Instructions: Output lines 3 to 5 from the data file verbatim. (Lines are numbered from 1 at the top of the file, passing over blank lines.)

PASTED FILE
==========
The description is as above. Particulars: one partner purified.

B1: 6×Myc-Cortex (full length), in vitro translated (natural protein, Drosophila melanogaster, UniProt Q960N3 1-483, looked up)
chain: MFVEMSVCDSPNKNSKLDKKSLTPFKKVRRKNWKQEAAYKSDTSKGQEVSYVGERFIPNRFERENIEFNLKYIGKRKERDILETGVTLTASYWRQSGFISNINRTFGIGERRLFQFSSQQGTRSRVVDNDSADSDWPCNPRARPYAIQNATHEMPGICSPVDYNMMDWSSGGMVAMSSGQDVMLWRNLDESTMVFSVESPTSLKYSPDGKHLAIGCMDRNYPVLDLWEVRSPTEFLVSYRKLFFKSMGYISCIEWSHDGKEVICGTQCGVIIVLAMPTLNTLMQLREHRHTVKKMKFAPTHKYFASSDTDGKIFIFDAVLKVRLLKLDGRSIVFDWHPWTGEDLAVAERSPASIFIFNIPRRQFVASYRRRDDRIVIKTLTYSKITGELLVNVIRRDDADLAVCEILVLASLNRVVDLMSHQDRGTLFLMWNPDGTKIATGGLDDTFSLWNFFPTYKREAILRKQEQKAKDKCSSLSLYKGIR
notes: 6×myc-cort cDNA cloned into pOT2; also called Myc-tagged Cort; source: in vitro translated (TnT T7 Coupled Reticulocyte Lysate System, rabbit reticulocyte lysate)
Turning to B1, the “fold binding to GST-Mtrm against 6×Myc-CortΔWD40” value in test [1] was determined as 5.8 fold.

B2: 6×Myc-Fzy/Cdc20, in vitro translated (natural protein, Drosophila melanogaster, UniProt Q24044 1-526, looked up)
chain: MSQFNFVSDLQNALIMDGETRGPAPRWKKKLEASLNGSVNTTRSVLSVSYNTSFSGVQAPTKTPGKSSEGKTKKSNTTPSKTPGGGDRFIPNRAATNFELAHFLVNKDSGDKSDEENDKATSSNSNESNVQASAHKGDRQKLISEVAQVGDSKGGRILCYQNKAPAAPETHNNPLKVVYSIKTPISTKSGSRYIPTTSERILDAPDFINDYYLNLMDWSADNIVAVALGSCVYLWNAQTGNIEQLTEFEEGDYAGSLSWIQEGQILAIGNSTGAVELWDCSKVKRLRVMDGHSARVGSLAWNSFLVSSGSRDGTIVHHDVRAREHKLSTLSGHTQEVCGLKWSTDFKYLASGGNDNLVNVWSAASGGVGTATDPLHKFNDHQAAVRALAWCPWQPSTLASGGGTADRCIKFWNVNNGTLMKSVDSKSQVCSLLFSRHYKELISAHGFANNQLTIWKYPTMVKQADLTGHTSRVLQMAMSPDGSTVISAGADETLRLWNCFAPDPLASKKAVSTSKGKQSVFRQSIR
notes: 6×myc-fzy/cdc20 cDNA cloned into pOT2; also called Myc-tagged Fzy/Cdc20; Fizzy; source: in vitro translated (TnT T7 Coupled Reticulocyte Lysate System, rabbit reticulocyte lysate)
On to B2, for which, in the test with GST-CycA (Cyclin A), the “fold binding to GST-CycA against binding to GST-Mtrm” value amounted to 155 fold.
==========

chain: MFVEMSVCDSPNKNSKLDKKSLTPFKKVRRKNWKQEAAYKSDTSKGQEVSYVGERFIPNRFERENIEFNLKYIGKRKERDILETGVTLTASYWRQSGFISNINRTFGIGERRLFQFSSQQGTRSRVVDNDSADSDWPCNPRARPYAIQNATHEMPGICSPVDYNMMDWSSGGMVAMSSGQDVMLWRNLDESTMVFSVESPTSLKYSPDGKHLAIGCMDRNYPVLDLWEVRSPTEFLVSYRKLFFKSMGYISCIEWSHDGKEVICGTQCGVIIVLAMPTLNTLMQLREHRHTVKKMKFAPTHKYFASSDTDGKIFIFDAVLKVRLLKLDGRSIVFDWHPWTGEDLAVAERSPASIFIFNIPRRQFVASYRRRDDRIVIKTLTYSKITGELLVNVIRRDDADLAVCEILVLASLNRVVDLMSHQDRGTLFLMWNPDGTKIATGGLDDTFSLWNFFPTYKREAILRKQEQKAKDKCSSLSLYKGIR
notes: 6×myc-cort cDNA cloned into pOT2; also called Myc-tagged Cort; source: in vitro translated (TnT T7 Coupled Reticulocyte Lysate System, rabbit reticulocyte lysate)
Turning to B1, the “fold binding to GST-Mtrm against 6×Myc-CortΔWD40” value in test [1] was determined as 5.8 fold.